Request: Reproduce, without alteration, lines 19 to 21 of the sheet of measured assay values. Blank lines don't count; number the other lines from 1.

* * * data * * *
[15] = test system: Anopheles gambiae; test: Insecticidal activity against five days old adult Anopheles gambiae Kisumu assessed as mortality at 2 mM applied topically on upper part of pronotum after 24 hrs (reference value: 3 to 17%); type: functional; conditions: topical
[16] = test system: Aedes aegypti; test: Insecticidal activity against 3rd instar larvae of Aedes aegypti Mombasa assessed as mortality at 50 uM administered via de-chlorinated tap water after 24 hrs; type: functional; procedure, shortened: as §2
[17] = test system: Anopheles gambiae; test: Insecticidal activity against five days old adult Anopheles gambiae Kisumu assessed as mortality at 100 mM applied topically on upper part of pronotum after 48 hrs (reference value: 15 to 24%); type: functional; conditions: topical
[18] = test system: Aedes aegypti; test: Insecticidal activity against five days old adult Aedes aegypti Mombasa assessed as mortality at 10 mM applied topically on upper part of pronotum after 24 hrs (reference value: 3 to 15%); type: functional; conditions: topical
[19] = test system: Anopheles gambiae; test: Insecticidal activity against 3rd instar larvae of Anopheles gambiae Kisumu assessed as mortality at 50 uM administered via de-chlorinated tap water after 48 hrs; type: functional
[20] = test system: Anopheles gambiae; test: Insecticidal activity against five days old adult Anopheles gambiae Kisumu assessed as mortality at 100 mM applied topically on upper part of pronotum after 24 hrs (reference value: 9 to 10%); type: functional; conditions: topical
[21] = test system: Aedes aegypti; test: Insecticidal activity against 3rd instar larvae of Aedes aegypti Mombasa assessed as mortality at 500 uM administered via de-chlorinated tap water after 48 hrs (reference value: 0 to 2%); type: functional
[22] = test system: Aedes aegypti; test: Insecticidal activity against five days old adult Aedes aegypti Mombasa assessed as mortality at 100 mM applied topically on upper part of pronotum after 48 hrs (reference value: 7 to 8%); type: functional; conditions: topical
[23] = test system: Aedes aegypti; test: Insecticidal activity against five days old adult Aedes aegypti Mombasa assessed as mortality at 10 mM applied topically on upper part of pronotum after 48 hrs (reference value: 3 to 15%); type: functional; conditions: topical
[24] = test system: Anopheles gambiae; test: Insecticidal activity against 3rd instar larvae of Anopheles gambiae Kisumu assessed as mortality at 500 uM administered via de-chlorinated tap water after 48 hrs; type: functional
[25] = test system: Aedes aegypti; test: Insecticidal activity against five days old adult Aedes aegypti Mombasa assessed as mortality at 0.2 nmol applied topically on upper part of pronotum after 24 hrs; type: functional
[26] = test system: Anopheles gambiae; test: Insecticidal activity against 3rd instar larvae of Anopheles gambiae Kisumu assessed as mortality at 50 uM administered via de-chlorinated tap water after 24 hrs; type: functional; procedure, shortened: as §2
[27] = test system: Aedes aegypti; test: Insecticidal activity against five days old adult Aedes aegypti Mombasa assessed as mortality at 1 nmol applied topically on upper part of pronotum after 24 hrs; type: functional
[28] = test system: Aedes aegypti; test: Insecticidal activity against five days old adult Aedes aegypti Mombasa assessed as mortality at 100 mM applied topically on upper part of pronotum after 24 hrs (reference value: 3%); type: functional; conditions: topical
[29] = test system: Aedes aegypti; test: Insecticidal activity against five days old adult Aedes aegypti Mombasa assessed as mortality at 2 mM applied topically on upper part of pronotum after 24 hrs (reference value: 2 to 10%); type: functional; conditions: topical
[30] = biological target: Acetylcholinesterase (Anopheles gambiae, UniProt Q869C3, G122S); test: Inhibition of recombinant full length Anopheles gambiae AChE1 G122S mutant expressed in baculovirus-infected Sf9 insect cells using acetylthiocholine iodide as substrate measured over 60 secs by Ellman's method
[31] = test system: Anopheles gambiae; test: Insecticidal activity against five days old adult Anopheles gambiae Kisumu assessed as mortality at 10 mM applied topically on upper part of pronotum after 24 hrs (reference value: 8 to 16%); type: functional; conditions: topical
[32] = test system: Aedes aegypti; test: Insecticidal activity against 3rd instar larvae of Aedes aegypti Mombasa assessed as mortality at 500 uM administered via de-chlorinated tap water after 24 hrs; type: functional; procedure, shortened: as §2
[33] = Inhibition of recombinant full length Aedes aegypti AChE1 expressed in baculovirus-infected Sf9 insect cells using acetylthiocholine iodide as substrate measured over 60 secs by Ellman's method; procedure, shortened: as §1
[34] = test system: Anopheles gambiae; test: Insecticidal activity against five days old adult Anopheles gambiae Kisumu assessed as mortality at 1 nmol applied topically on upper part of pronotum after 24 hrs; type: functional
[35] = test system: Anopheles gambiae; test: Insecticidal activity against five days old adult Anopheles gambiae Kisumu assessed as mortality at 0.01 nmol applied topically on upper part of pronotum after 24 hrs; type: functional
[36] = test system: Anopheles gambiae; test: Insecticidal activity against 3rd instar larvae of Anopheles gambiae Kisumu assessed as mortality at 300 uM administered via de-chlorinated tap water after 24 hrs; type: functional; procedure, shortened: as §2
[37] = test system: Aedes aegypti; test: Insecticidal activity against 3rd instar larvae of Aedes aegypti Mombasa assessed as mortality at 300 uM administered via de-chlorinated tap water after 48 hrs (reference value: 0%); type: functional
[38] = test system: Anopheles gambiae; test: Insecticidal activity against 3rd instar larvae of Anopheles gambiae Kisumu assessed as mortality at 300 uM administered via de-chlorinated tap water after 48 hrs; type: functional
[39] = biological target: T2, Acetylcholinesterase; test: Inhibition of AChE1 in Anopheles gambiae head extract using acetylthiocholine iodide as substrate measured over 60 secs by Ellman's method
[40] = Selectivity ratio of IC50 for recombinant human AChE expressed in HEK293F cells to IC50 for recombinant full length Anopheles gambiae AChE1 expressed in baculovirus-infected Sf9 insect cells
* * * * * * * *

[33] = Inhibition of recombinant full length Aedes aegypti AChE1 expressed in baculovirus-infected Sf9 insect cells using acetylthiocholine iodide as substrate measured over 60 secs by Ellman's method; procedure, shortened: as §1
[34] = test system: Anopheles gambiae; test: Insecticidal activity against five days old adult Anopheles gambiae Kisumu assessed as mortality at 1 nmol applied topically on upper part of pronotum after 24 hrs; type: functional
[35] = test system: Anopheles gambiae; test: Insecticidal activity against five days old adult Anopheles gambiae Kisumu assessed as mortality at 0.01 nmol applied topically on upper part of pronotum after 24 hrs; type: functional